Most sentient folks without a financial stake in professing otherwise will agree that human activity is having a profound impact on our natural environment, certainly, the coffee farmer I just quoted, think so, and he had NO political ax to grind, just the opposite, in fact. I think we should be grateful that such folks are able to make such eloquent and straightforward observations…they drive home, by specific example, the urgency and palpability of the situation we find ourselves in, and that is good. But to stay there and not extrapolate to actions that we can take personally and need to urgently address collectively, and FAST, is shortsighted (but perhaps not as shortsighted as my previously-noted ego-centric investment in this subject).
In the here-and-now, though, (why not, once in a while?) MY observation is that worrying about THIS aspect or THAT aspect is (to haul out yet another metaphor) little more than adjusting the deck chairs for breeze and view as the great ship Earth…the vessel that has safely carried us here, carried you and me here, despite all of our depredations to date, is sinking.
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Here is a link, to another blog, one conducted by a friend of mine (I hope! I just sent him a rather (typically) weird email ) who offers a more tactical and pragmatic approach to this subject (THIS post inspired me to write the post above, one I have been thinking about for sometime, although I not SURE the exposition reflects that):
And here is a paper I just came across, addressing this topic vis-à-vis coffee farming in Costa Rica:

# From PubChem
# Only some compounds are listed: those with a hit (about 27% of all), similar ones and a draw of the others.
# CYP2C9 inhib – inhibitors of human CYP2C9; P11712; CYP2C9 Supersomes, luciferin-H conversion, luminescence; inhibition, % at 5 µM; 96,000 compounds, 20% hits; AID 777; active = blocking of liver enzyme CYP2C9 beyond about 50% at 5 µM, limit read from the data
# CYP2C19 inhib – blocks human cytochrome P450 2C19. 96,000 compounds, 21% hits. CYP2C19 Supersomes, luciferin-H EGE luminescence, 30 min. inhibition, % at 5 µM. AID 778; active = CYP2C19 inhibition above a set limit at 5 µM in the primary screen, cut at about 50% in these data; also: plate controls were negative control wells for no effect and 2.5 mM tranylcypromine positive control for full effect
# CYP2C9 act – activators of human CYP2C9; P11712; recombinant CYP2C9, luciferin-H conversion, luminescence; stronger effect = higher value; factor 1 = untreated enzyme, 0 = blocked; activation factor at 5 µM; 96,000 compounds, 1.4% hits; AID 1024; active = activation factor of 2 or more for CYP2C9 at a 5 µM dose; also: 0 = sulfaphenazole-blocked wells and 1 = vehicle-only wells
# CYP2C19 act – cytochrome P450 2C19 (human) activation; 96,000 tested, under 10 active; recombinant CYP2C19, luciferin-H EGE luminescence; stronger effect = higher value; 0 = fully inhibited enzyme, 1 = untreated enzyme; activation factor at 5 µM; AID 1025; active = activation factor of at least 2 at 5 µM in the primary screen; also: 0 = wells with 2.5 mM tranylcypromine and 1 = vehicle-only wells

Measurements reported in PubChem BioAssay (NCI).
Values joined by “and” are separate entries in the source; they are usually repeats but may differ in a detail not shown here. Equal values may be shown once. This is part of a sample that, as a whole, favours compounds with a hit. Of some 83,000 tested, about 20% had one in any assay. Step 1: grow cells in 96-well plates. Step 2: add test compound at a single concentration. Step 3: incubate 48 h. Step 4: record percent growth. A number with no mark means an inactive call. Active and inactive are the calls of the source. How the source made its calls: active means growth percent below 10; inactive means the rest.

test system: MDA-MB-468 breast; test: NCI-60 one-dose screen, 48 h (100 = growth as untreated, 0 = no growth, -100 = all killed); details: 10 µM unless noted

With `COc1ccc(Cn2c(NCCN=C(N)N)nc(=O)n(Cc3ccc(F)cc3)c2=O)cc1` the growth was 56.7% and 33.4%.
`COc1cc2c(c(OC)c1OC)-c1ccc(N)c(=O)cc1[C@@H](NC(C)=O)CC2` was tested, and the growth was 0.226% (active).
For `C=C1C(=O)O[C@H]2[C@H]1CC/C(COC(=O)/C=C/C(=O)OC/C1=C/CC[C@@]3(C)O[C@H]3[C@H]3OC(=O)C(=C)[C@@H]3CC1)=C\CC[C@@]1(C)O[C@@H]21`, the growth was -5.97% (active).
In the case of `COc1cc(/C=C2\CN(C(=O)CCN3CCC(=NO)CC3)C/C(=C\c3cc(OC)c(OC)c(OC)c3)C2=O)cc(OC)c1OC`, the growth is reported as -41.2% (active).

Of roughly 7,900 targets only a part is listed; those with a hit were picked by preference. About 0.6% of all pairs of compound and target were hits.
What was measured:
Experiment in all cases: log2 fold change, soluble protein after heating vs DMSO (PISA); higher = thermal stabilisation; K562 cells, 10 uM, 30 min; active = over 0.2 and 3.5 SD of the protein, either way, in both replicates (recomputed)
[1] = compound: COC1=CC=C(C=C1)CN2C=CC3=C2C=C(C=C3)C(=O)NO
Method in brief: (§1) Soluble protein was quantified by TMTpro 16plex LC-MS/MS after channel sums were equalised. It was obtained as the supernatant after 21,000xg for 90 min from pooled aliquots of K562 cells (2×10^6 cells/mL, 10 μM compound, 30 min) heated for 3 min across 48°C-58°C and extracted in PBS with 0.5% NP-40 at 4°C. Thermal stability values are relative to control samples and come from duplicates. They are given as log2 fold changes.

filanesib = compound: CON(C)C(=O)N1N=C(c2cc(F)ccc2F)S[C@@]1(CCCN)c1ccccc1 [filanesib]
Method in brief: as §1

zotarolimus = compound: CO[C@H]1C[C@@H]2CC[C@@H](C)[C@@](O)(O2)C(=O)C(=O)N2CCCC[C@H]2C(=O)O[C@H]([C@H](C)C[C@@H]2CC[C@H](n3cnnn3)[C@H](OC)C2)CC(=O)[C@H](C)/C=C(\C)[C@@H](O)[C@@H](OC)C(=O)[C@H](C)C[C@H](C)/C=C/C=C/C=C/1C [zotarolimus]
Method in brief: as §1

…and another article that popped up (it’s hard to AVOID them!):
The End of Nature, Bill McKibben, first published in 1996 – The following blurb on the book is taken from Amazon, I don’t have the thing set up (yet) where if you buy the book I get ten cents, but when I do, dear reader, I will let you know. Here is the link, notwithstanding my commercial ineptitude:
Release Date: June 13, 2006
Reissued on the tenth anniversary of its publication, this classic work on our environmental crisis features a new introduction by the author, reviewing both the progress and ground lost in the fight to save the earth.
This impassioned plea for radical and life-renewing change is today still considered a groundbreaking work in environmental studies. McKibben’s argument that the survival of the globe is dependent on a fundamental, philosophical shift in the way we relate to nature is more relevant than ever. McKibben writes of our earth’s environmental cataclysm, addressing such core issues as the greenhouse effect, acid rain, and the depletion of the ozone layer. His new introduction addresses some of the latest environmental issues that have risen during the 1990s. The book also includes an invaluable new appendix of facts and figures that surveys the progress of the environmental movement.
More than simply a handbook for survival or a doomsday catalog of scientific prediction, this classic, soulful lament on Nature is required reading for nature enthusiasts, activists, and concerned citizens alike.